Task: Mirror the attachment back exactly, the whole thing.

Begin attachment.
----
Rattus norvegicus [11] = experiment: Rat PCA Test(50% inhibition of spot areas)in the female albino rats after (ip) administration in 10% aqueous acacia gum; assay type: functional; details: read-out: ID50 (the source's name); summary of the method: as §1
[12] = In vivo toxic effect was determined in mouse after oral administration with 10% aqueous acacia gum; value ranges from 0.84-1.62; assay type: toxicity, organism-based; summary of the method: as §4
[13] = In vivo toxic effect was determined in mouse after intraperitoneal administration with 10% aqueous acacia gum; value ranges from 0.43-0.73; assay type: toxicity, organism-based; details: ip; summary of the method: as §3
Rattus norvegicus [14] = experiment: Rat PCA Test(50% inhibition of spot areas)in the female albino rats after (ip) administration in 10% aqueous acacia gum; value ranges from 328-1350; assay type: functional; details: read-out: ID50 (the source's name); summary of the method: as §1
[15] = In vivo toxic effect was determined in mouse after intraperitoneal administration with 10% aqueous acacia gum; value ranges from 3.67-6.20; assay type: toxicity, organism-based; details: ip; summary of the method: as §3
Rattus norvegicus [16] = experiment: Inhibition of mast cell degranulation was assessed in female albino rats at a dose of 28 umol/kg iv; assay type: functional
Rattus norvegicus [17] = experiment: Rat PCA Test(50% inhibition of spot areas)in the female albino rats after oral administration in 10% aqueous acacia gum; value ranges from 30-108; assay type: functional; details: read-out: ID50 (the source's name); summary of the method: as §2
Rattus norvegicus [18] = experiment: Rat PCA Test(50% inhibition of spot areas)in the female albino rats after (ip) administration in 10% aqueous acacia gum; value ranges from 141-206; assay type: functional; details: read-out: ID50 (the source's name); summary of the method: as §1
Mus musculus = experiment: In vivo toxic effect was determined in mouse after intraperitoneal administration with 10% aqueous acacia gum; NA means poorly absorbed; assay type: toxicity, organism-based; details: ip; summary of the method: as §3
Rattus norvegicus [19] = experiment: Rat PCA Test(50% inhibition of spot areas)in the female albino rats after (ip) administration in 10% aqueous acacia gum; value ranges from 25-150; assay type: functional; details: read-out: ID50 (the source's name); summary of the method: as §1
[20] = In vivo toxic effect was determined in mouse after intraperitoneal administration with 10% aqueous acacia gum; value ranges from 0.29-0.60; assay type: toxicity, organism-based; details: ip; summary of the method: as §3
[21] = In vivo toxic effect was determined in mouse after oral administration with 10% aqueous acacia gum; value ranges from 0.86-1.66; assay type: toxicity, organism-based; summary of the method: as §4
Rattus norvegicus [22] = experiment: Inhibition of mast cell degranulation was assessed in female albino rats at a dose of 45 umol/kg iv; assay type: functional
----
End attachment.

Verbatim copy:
Rattus norvegicus [11] = experiment: Rat PCA Test(50% inhibition of spot areas)in the female albino rats after (ip) administration in 10% aqueous acacia gum; assay type: functional; details: read-out: ID50 (the source's name); summary of the method: as §1
[12] = In vivo toxic effect was determined in mouse after oral administration with 10% aqueous acacia gum; value ranges from 0.84-1.62; assay type: toxicity, organism-based; summary of the method: as §4
[13] = In vivo toxic effect was determined in mouse after intraperitoneal administration with 10% aqueous acacia gum; value ranges from 0.43-0.73; assay type: toxicity, organism-based; details: ip; summary of the method: as §3
Rattus norvegicus [14] = experiment: Rat PCA Test(50% inhibition of spot areas)in the female albino rats after (ip) administration in 10% aqueous acacia gum; value ranges from 328-1350; assay type: functional; details: read-out: ID50 (the source's name); summary of the method: as §1
[15] = In vivo toxic effect was determined in mouse after intraperitoneal administration with 10% aqueous acacia gum; value ranges from 3.67-6.20; assay type: toxicity, organism-based; details: ip; summary of the method: as §3
Rattus norvegicus [16] = experiment: Inhibition of mast cell degranulation was assessed in female albino rats at a dose of 28 umol/kg iv; assay type: functional
Rattus norvegicus [17] = experiment: Rat PCA Test(50% inhibition of spot areas)in the female albino rats after oral administration in 10% aqueous acacia gum; value ranges from 30-108; assay type: functional; details: read-out: ID50 (the source's name); summary of the method: as §2
Rattus norvegicus [18] = experiment: Rat PCA Test(50% inhibition of spot areas)in the female albino rats after (ip) administration in 10% aqueous acacia gum; value ranges from 141-206; assay type: functional; details: read-out: ID50 (the source's name); summary of the method: as §1
Mus musculus = experiment: In vivo toxic effect was determined in mouse after intraperitoneal administration with 10% aqueous acacia gum; NA means poorly absorbed; assay type: toxicity, organism-based; details: ip; summary of the method: as §3
Rattus norvegicus [19] = experiment: Rat PCA Test(50% inhibition of spot areas)in the female albino rats after (ip) administration in 10% aqueous acacia gum; value ranges from 25-150; assay type: functional; details: read-out: ID50 (the source's name); summary of the method: as §1
[20] = In vivo toxic effect was determined in mouse after intraperitoneal administration with 10% aqueous acacia gum; value ranges from 0.29-0.60; assay type: toxicity, organism-based; details: ip; summary of the method: as §3
[21] = In vivo toxic effect was determined in mouse after oral administration with 10% aqueous acacia gum; value ranges from 0.86-1.66; assay type: toxicity, organism-based; summary of the method: as §4
Rattus norvegicus [22] = experiment: Inhibition of mast cell degranulation was assessed in female albino rats at a dose of 45 umol/kg iv; assay type: functional